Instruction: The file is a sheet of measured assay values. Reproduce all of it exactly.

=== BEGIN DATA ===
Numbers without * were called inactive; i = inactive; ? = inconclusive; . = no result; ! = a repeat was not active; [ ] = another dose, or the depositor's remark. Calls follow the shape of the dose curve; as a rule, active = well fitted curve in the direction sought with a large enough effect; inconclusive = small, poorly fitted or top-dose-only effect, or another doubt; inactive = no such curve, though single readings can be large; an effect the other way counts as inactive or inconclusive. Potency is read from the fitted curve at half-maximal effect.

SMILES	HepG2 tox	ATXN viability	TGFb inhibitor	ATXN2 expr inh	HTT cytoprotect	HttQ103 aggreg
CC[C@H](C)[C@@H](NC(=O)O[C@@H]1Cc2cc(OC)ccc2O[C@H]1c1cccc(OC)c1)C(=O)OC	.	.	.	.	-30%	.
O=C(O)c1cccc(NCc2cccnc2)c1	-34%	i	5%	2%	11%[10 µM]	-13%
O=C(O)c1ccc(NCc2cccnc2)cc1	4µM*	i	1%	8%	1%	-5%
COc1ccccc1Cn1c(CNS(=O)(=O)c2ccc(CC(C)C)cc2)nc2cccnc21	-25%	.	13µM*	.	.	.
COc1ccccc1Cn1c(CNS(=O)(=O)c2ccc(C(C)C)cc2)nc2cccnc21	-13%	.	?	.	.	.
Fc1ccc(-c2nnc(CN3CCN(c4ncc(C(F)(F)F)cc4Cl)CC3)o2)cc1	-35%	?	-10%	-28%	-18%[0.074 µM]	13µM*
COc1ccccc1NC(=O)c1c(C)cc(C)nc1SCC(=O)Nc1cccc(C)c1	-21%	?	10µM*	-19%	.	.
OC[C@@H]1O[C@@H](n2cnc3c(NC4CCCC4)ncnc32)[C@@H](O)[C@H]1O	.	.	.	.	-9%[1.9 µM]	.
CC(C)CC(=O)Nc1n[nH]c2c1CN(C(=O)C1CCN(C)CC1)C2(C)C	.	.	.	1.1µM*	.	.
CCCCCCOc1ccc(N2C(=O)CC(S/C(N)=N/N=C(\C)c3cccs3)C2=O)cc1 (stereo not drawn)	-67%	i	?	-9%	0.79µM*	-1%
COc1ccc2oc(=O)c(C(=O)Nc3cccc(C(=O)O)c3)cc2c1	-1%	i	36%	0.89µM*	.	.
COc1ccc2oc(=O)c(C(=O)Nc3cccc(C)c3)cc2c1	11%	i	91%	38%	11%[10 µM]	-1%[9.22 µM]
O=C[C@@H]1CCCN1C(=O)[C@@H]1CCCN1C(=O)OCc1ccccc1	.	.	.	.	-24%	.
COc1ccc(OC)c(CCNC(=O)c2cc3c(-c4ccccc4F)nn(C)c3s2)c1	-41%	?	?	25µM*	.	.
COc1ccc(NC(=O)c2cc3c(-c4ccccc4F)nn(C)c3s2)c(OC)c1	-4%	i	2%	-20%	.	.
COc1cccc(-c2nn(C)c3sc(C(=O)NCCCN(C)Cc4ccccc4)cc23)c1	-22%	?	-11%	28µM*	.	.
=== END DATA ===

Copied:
Numbers without * were called inactive; i = inactive; ? = inconclusive; . = no result; ! = a repeat was not active; [ ] = another dose, or the depositor's remark. Calls follow the shape of the dose curve; as a rule, active = well fitted curve in the direction sought with a large enough effect; inconclusive = small, poorly fitted or top-dose-only effect, or another doubt; inactive = no such curve, though single readings can be large; an effect the other way counts as inactive or inconclusive. Potency is read from the fitted curve at half-maximal effect.

SMILES	HepG2 tox	ATXN viability	TGFb inhibitor	ATXN2 expr inh	HTT cytoprotect	HttQ103 aggreg
CC[C@H](C)[C@@H](NC(=O)O[C@@H]1Cc2cc(OC)ccc2O[C@H]1c1cccc(OC)c1)C(=O)OC	.	.	.	.	-30%	.
O=C(O)c1cccc(NCc2cccnc2)c1	-34%	i	5%	2%	11%[10 µM]	-13%
O=C(O)c1ccc(NCc2cccnc2)cc1	4µM*	i	1%	8%	1%	-5%
COc1ccccc1Cn1c(CNS(=O)(=O)c2ccc(CC(C)C)cc2)nc2cccnc21	-25%	.	13µM*	.	.	.
COc1ccccc1Cn1c(CNS(=O)(=O)c2ccc(C(C)C)cc2)nc2cccnc21	-13%	.	?	.	.	.
Fc1ccc(-c2nnc(CN3CCN(c4ncc(C(F)(F)F)cc4Cl)CC3)o2)cc1	-35%	?	-10%	-28%	-18%[0.074 µM]	13µM*
COc1ccccc1NC(=O)c1c(C)cc(C)nc1SCC(=O)Nc1cccc(C)c1	-21%	?	10µM*	-19%	.	.
OC[C@@H]1O[C@@H](n2cnc3c(NC4CCCC4)ncnc32)[C@@H](O)[C@H]1O	.	.	.	.	-9%[1.9 µM]	.
CC(C)CC(=O)Nc1n[nH]c2c1CN(C(=O)C1CCN(C)CC1)C2(C)C	.	.	.	1.1µM*	.	.
CCCCCCOc1ccc(N2C(=O)CC(S/C(N)=N/N=C(\C)c3cccs3)C2=O)cc1 (stereo not drawn)	-67%	i	?	-9%	0.79µM*	-1%
COc1ccc2oc(=O)c(C(=O)Nc3cccc(C(=O)O)c3)cc2c1	-1%	i	36%	0.89µM*	.	.
COc1ccc2oc(=O)c(C(=O)Nc3cccc(C)c3)cc2c1	11%	i	91%	38%	11%[10 µM]	-1%[9.22 µM]
O=C[C@@H]1CCCN1C(=O)[C@@H]1CCCN1C(=O)OCc1ccccc1	.	.	.	.	-24%	.
COc1ccc(OC)c(CCNC(=O)c2cc3c(-c4ccccc4F)nn(C)c3s2)c1	-41%	?	?	25µM*	.	.
COc1ccc(NC(=O)c2cc3c(-c4ccccc4F)nn(C)c3s2)c(OC)c1	-4%	i	2%	-20%	.	.
COc1cccc(-c2nn(C)c3sc(C(=O)NCCCN(C)Cc4ccccc4)cc23)c1	-22%	?	-11%	28µM*	.	.